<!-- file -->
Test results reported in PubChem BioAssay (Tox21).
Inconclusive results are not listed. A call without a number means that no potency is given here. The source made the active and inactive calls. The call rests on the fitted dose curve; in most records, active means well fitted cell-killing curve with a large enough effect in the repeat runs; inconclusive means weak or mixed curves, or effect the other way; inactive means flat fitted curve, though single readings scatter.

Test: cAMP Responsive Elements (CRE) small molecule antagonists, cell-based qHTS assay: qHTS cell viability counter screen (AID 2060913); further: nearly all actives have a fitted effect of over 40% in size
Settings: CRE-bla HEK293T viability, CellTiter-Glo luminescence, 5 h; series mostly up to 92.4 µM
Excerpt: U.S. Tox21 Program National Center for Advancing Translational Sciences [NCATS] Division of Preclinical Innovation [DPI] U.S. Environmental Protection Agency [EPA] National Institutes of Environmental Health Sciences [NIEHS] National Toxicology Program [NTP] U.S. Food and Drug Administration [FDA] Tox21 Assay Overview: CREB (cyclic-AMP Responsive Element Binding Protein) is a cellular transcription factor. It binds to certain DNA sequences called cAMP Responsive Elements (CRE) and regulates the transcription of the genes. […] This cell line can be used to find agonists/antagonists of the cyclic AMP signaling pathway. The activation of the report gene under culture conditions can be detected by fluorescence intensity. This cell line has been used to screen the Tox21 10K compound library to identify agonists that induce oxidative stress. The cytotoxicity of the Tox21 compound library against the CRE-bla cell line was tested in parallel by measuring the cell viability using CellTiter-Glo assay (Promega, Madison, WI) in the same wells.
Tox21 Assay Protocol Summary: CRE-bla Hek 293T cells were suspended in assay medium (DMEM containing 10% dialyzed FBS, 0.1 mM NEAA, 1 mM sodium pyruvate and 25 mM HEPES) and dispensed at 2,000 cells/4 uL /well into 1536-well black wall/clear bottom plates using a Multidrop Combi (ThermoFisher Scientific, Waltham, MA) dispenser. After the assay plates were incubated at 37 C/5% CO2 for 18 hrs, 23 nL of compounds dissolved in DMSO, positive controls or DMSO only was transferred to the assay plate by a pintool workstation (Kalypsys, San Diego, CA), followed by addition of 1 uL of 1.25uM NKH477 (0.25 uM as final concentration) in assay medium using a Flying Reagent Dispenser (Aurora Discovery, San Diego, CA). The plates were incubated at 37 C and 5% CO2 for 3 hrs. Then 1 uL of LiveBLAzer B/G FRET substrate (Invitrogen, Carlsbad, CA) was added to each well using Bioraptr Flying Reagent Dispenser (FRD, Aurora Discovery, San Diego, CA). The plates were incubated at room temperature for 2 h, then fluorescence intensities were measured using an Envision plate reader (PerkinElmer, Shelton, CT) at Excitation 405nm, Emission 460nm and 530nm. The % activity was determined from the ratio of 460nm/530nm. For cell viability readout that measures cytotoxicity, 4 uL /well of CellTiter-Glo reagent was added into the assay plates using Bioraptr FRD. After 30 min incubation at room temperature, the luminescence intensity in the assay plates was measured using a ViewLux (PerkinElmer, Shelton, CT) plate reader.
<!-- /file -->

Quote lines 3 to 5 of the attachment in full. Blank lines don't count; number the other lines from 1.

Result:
Test: cAMP Responsive Elements (CRE) small molecule antagonists, cell-based qHTS assay: qHTS cell viability counter screen (AID 2060913); further: nearly all actives have a fitted effect of over 40% in size
Settings: CRE-bla HEK293T viability, CellTiter-Glo luminescence, 5 h; series mostly up to 92.4 µM
Excerpt: U.S. Tox21 Program National Center for Advancing Translational Sciences [NCATS] Division of Preclinical Innovation [DPI] U.S. Environmental Protection Agency [EPA] National Institutes of Environmental Health Sciences [NIEHS] National Toxicology Program [NTP] U.S. Food and Drug Administration [FDA] Tox21 Assay Overview: CREB (cyclic-AMP Responsive Element Binding Protein) is a cellular transcription factor. It binds to certain DNA sequences called cAMP Responsive Elements (CRE) and regulates the transcription of the genes. […] This cell line can be used to find agonists/antagonists of the cyclic AMP signaling pathway. The activation of the report gene under culture conditions can be detected by fluorescence intensity. This cell line has been used to screen the Tox21 10K compound library to identify agonists that induce oxidative stress. The cytotoxicity of the Tox21 compound library against the CRE-bla cell line was tested in parallel by measuring the cell viability using CellTiter-Glo assay (Promega, Madison, WI) in the same wells.